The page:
“The situation is a major departure from what Venezuela's government once promised its women and girls. Hugo Chavez, the father of the country socialist–inspired revolution, declared that his government would grant women what others had not: full and equal participation in society.

“Mr. Chavez brought women into the halls of power and enshrined in the Constitution the right to decide freely how many children a couple wish to have. In a region where abortion is largely banned, he stopped short of legalizing the procedure. But birth control was subsidized and widely available.

“Mr. Chavez and his successor, Pres. Nicholas Maduro, publicly declared themselves to be feminists.

“But as Mr. Maduro's grip on the country has hardened into authoritarian rule, Venezuela's economy has collapsed under the weight of corruption, mismanagement, and American sanctions.

“The nation that was once Latin America's wealthiest is mired in a crisis economists have called the world's worst in decades, outside of war, with its population suffering from one runaway inflation and widespread hunger.

“And Venezuelas now face a health system so broken that it can no longer reliably provide basic contraception. Today, amid the collapse of the country's public health system, birth control is nearly absent from government clinics and available at private pharmacies only at prohibitive prices.”

We are now back to my voice without reading from the New York Times: Right after that last paragraph there is a picture of a young woman and man as they lay in bed holding each other, with clothes on, and the caption under the picture says that they are carefully planning their sex life around the number of condoms they can afford each month. I am so angry right now that I have to stop from screaming into your ear!!! We'll get to this at the end!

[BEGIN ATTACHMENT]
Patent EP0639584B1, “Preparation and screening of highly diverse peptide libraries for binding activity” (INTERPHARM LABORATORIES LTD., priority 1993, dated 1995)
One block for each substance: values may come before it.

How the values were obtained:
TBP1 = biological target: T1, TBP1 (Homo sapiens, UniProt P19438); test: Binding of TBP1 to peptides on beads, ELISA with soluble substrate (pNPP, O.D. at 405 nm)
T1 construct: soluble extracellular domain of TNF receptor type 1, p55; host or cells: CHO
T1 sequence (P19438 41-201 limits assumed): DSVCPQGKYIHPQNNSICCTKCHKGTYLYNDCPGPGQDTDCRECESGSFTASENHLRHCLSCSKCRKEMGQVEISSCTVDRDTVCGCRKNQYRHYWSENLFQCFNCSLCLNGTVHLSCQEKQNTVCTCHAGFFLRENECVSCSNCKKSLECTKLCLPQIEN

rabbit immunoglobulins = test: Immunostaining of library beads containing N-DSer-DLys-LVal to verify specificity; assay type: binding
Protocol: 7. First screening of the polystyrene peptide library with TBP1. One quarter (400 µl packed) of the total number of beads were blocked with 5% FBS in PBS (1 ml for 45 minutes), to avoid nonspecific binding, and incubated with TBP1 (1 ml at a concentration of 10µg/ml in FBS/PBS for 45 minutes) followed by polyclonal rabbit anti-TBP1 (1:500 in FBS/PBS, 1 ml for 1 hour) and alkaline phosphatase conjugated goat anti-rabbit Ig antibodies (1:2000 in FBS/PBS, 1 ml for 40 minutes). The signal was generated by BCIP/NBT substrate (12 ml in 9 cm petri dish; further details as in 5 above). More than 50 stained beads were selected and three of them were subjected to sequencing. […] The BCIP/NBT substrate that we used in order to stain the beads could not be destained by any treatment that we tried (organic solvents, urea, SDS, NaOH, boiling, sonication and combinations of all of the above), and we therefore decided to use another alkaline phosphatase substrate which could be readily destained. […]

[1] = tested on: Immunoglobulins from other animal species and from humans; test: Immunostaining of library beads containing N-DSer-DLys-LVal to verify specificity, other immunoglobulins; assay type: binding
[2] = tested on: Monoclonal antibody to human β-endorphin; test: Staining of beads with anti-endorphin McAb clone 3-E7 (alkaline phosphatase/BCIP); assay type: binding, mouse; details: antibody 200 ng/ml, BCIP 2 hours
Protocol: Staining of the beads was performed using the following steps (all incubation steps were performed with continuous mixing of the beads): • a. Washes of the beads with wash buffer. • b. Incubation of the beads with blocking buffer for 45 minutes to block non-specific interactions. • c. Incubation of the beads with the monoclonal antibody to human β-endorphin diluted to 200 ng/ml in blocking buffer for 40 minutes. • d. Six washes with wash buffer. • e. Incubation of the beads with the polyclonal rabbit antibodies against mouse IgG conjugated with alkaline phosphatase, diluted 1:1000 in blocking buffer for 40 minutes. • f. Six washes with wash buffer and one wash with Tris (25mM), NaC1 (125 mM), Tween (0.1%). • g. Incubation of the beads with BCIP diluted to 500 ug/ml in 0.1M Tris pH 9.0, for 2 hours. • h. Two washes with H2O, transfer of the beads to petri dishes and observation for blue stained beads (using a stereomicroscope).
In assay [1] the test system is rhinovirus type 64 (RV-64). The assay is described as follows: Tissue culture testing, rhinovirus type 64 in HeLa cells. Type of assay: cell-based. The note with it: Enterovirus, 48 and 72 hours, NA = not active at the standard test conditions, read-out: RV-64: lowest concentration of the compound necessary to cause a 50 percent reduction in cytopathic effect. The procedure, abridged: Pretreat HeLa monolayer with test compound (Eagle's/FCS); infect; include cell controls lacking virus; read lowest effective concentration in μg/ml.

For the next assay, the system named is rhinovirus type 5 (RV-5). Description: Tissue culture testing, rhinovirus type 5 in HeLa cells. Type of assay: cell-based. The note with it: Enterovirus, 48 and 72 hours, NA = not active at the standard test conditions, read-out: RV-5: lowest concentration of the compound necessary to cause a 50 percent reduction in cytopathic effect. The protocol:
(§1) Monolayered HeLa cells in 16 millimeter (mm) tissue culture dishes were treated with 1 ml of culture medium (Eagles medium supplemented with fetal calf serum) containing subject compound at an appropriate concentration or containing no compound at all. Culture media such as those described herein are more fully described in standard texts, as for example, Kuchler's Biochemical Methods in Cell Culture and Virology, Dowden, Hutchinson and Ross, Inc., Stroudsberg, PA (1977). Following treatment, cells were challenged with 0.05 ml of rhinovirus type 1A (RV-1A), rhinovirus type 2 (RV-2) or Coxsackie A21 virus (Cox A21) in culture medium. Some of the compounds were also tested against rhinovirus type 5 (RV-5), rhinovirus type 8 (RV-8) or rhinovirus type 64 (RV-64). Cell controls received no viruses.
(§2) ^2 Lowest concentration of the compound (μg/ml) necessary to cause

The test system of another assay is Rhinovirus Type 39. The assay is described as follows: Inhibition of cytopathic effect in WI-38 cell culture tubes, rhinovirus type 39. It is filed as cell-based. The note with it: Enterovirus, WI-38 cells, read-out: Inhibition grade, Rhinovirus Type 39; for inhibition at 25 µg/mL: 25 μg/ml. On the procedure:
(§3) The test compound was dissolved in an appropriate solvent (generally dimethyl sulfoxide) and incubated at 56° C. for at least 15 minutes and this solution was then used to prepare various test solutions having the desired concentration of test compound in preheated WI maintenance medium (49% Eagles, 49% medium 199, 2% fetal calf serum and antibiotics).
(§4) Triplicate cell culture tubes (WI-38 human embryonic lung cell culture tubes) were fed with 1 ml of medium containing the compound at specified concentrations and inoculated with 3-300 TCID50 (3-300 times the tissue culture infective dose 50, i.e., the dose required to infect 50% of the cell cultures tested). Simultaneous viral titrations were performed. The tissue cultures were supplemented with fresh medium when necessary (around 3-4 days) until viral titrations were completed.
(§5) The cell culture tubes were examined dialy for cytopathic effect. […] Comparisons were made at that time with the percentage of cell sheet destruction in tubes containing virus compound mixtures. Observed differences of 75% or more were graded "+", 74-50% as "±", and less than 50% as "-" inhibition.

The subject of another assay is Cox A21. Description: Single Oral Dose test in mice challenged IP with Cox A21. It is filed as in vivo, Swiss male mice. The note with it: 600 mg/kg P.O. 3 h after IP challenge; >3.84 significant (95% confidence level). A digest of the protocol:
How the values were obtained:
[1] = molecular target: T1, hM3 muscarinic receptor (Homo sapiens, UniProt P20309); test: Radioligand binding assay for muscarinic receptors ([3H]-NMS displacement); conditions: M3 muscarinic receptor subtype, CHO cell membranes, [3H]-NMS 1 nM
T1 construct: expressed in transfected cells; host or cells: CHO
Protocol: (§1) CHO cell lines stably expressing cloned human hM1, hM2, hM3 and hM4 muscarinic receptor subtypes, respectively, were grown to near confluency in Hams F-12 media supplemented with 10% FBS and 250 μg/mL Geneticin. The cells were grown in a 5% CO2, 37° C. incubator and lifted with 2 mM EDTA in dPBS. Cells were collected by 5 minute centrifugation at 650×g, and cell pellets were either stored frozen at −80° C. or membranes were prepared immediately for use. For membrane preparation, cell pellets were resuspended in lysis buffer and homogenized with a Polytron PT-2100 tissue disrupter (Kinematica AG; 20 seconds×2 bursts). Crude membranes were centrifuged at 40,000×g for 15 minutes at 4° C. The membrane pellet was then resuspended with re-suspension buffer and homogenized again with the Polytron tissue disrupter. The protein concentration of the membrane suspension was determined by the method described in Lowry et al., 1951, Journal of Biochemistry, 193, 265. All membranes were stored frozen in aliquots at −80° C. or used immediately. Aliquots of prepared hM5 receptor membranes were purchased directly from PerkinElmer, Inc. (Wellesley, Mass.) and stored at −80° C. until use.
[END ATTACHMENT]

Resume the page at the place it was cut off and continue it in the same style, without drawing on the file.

Continuing on about Venezuela's financial problems the article says, “The result has been life-changing for women, who shoulder the vast majority of childcare responsibilities, just as the crisis has greatly expanded the challenge of being a parent.

“Many women who grew up believing that Mr. Chavez’s political movement, known as Chavismo, would springboard them out of poverty, offering them education and career opportunities, now face the task of raising four, six, or 10 children at a time when the basics of family care – food, soap, diapers – arrive intermittently or not at all.”

Okay, let's go back to me. We started this talking about parents possibly not being blamed for having children and not being able to raise them right because they didn't have contraception options available to them. We can talk about people from the past who didn’t have contraception “readily” available or we can talk about people in Venezuela. Fine. Talk about anyone you want in any situation. I'm just going to read a little bit more this article and then not really comment about this next part because I'm just trying to make you feel bad about the poorness of this country and then you can think you should feel sorry for them. However, you are wrong! You should not feel sorry for them!!!

Continuing with the article the New York Times says: “Some couples began to ration or abstain from sex. Others tried to plan around a woman's menstrual cycle. But it didn't always work. Not everyone has a choice.

“As the crisis has sharpened, many women say that abuse has, too, making it difficult for them to say no to a partner or to leave a relationship.

“Ms. Goodman delivered her sixth child, in April, when the country was in the grip of the pandemic and her husband, a mechanic, had been out of work for weeks. When she arrived home from the hospital, there were only lentils in the pantry, she said, and all of her children were hungry. She lapsed into a depression and spent 20 days in bed.”

Okay it's me again and the rest of the article goes on talking about abortions, how their dangerous, and how people try to save up money and get medicines to go ahead and cause abortions on themselves and that's even more dangerous, and people are dying because they're having sex but are trying to kill the babies.